A Band of Brothers plays The Count & The Duke

About twenty percent of “The Count (Basie) Meets the Duke (Ellington)” consists of 1930s and later tidbits and anecdotes about the musical giants’ relationships with their music, their collaborators and each other. An equal portion features projected stills and clips from video and film appearances, including the Basie band’s improbable cameo in “Blazing Saddles” and Jimmy Stewart sitting in with Ellington in “Anatomy of a Murder”.

As much fun as those segments are, the real treat is twin-brothers Peter and Will Anderson’s dynamite quintet that fills the remaining sixty percent of the 90-minute show with swinging renditions of tunes from the repertoires of America’s most famous band leaders. Together, the parts comprise a perfect fit for the intimate Theater C in the 59E59 complex on (duh) East 59th Street.

What “Count Meets Duke” is not is a roundup of top-ten hits. Sure, “Li’l Darlin” gets an outing, and “A Train” makes an encore appearance, but Basie’s lesser-known “Corner Pocket” and “Midgets” are highlights, and The Duke’s “Star Crossed Lovers,” excerpted from his Shakespeare-tribute album plants you right below Juliet’s balcony. There’s also a pulsating number, “Battle Royal,” from the one album the two bands made together, also titled “The Count Meets The Duke.” (The Anderson bros also feature one of Will’s originals, “Devil’s Advocate.” Why not? It’s their show.)

Will Anderson, left, Clovis Nicolas (on bass) and Peter Anderson

Will Anderson, left, Clovis Nicolas (on bass) and Peter Anderson (Photo: Eileen O’Donnell)

Acclaimed by jazz insiders since they were teenagers, the Anderson brothers combine extensive knowledge of jazz history with musicianship born of their love for the form. Peter puts his tenor sax aside only to pick up a clarinet, and Will blows alto, clarinet and, most expressively, flute. That versatility creates the welcome illusion that more than twins (triplets? quadruplets?) are fronting the superb rhythm section: accomplished pianist Steve Ash; bass player Clovis Nicolas, as adept bowing as plucking; and Phil Stewart, whose syncopated drum breaks stir the pot.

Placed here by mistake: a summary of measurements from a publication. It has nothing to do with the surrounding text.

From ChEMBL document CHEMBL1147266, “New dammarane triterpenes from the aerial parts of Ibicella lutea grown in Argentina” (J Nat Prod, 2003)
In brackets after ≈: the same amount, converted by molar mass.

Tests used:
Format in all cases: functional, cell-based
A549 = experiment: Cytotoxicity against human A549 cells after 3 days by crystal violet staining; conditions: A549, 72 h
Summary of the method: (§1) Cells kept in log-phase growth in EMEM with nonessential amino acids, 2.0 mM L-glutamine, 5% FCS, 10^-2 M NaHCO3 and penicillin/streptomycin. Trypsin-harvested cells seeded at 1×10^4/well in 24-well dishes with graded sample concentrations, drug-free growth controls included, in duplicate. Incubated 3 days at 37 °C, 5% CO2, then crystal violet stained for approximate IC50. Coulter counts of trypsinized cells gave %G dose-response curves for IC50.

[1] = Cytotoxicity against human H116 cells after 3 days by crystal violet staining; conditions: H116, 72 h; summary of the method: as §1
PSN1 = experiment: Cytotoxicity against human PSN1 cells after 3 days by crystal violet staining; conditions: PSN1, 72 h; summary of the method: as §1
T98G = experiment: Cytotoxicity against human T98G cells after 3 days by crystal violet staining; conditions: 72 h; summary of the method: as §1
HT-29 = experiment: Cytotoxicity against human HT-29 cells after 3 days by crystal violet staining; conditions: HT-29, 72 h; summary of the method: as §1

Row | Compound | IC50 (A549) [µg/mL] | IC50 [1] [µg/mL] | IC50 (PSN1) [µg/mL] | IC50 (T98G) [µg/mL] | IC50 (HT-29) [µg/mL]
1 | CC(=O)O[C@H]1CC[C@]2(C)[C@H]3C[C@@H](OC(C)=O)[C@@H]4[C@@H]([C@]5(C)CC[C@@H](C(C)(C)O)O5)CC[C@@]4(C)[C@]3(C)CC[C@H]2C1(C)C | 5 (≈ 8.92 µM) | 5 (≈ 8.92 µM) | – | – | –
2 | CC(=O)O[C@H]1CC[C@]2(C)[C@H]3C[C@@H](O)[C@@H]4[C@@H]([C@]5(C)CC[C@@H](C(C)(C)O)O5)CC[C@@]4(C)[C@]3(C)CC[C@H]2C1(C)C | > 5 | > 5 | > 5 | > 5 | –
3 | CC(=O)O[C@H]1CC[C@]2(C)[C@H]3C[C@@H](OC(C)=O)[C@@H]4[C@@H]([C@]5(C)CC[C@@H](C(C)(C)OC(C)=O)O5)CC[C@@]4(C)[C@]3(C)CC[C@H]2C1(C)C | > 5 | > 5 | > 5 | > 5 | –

The segregationist indignities that were heaped on both bands as they toured the U.S. escapes mention, as does the sad, closeted existence of Ellington’s long-time arranger (and reputed ghost-composer) Billy Strayhorn. But “The Count Meets The Duke” is not a sociology lecture. It’s about the music, and if you don’t leave humming Basie’s “Cute” or Ellington’s “Mood Indigo,” you haven’t been listening.
Through Jan. 3 at 59 East 59th Street, NYC. Tues-Thurs at 7:30PM; Fri. 5:30 & 7:30; Sat. 2:30, 5:30 & 8:30; Sun. 3:30 & 7:30PM. (6:30PM only on 12/24 and 12/31; dark on 12/25). For tickets ($25 to Dec 20; $35thereafter): 212-279-4200 or online at www.59E59.org

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“HIR” worth it for HER

There is no other actor quite like Kristine Nielsen. Pacino gives off DeNiro vibes; Helen Mirren and Judi Dench might have been switched at birth. But Nielsen’s presence, jittery and smooth all at once, the quarter-beat delayed line-delivery and her unique way of turning a double-take into a triple, are nonpareil.

Kristine Nielsen in "HIR" (Photo: Joan Marcus)

Kristine Nielsen in “HIR” (Photo: Joan Marcus)

Taylor Mac’s “HIR” has been praised, ecstatically by some, and based on strangeness alone, it is something to behold. The dysfunctional family is a well-worn theatrical trope, served up here with relish.

A dishonorably-discharged PTSD-afflicted former Marine arrives home to what can charitably be called a mess, both the house and its inhabitants. His sister Maxine is now his brother Max; his abusive father has suffered a debilitating stroke that has virtually lobotomized him, and his mother (Ms. Nielsen) is essentially a functioning madwoman, revenging herself by subjecting her former abuser to sundry humiliations.

Ms. Nielsen plays the mother’s comfort with chaos and her disdain for order to a near-hysterical (hers and ours) tee. What happens among the family is alternatingly tragic and comic. Both extremes are accepted, even enhanced, by Nielsen’s interpretation. It is, in its own way, an elegant performance. “HIR” (a gender-neutral pronoun, btw) is worth seeing for HER.
Through Jan. 3 at Playwrights Horizons, 416 West 42nd St., NYC. Performance schedule and tickets: 212-279-4200 or online at www.PHnyc.org

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